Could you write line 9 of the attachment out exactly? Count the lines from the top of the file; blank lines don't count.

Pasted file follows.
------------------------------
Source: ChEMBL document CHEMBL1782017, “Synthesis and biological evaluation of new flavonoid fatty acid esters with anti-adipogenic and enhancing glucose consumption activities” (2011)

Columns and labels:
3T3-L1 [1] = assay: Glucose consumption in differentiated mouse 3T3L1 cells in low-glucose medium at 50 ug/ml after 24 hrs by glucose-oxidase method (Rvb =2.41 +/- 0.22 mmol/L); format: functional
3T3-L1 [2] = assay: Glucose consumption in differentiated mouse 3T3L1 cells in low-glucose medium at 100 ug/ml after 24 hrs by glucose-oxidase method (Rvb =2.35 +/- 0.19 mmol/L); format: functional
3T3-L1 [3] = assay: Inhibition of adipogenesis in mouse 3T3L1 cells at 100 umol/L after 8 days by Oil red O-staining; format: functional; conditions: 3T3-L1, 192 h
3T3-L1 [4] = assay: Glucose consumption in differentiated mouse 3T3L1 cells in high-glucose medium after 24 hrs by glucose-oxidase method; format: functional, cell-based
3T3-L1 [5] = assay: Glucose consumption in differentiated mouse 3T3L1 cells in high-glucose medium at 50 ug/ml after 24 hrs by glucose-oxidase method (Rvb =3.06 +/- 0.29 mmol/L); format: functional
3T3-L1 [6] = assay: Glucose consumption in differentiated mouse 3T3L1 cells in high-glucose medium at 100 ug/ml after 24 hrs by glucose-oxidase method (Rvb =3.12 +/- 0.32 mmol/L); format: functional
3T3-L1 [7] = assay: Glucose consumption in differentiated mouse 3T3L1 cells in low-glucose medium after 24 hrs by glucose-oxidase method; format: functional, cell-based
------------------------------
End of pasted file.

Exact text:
3T3-L1 [7] = assay: Glucose consumption in differentiated mouse 3T3L1 cells in low-glucose medium after 24 hrs by glucose-oxidase method; format: functional, cell-based